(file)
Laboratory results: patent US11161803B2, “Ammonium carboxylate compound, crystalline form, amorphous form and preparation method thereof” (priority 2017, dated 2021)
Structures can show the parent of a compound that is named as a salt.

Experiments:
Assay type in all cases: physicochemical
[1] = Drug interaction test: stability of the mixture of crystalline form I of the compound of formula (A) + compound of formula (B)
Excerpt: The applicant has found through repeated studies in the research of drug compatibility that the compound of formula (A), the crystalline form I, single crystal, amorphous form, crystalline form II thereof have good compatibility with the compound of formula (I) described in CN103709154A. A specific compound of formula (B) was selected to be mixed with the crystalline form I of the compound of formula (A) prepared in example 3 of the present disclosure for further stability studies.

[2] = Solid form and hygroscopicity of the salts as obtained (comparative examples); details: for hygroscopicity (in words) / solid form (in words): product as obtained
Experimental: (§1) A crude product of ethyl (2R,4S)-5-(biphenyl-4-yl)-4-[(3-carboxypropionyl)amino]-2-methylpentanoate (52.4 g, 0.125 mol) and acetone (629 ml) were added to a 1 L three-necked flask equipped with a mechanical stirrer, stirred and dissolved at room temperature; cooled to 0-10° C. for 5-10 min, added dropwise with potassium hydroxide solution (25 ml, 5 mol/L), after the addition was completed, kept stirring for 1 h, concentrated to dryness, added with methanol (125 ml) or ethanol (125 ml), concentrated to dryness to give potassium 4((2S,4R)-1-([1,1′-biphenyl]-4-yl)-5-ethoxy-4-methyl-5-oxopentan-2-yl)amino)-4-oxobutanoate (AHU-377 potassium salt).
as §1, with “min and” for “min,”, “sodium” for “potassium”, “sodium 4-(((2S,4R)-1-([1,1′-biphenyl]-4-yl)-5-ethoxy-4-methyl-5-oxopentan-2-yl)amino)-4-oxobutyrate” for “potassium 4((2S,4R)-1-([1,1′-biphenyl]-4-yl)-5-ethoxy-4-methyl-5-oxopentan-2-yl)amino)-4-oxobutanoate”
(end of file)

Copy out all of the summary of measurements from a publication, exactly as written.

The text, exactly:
Laboratory results: patent US11161803B2, “Ammonium carboxylate compound, crystalline form, amorphous form and preparation method thereof” (priority 2017, dated 2021)
Structures can show the parent of a compound that is named as a salt.

Experiments:
Assay type in all cases: physicochemical
[1] = Drug interaction test: stability of the mixture of crystalline form I of the compound of formula (A) + compound of formula (B)
Excerpt: The applicant has found through repeated studies in the research of drug compatibility that the compound of formula (A), the crystalline form I, single crystal, amorphous form, crystalline form II thereof have good compatibility with the compound of formula (I) described in CN103709154A. A specific compound of formula (B) was selected to be mixed with the crystalline form I of the compound of formula (A) prepared in example 3 of the present disclosure for further stability studies.

[2] = Solid form and hygroscopicity of the salts as obtained (comparative examples); details: for hygroscopicity (in words) / solid form (in words): product as obtained
Experimental: (§1) A crude product of ethyl (2R,4S)-5-(biphenyl-4-yl)-4-[(3-carboxypropionyl)amino]-2-methylpentanoate (52.4 g, 0.125 mol) and acetone (629 ml) were added to a 1 L three-necked flask equipped with a mechanical stirrer, stirred and dissolved at room temperature; cooled to 0-10° C. for 5-10 min, added dropwise with potassium hydroxide solution (25 ml, 5 mol/L), after the addition was completed, kept stirring for 1 h, concentrated to dryness, added with methanol (125 ml) or ethanol (125 ml), concentrated to dryness to give potassium 4((2S,4R)-1-([1,1′-biphenyl]-4-yl)-5-ethoxy-4-methyl-5-oxopentan-2-yl)amino)-4-oxobutanoate (AHU-377 potassium salt).
as §1, with “min and” for “min,”, “sodium” for “potassium”, “sodium 4-(((2S,4R)-1-([1,1′-biphenyl]-4-yl)-5-ethoxy-4-methyl-5-oxopentan-2-yl)amino)-4-oxobutyrate” for “potassium 4((2S,4R)-1-([1,1′-biphenyl]-4-yl)-5-ethoxy-4-methyl-5-oxopentan-2-yl)amino)-4-oxobutanoate”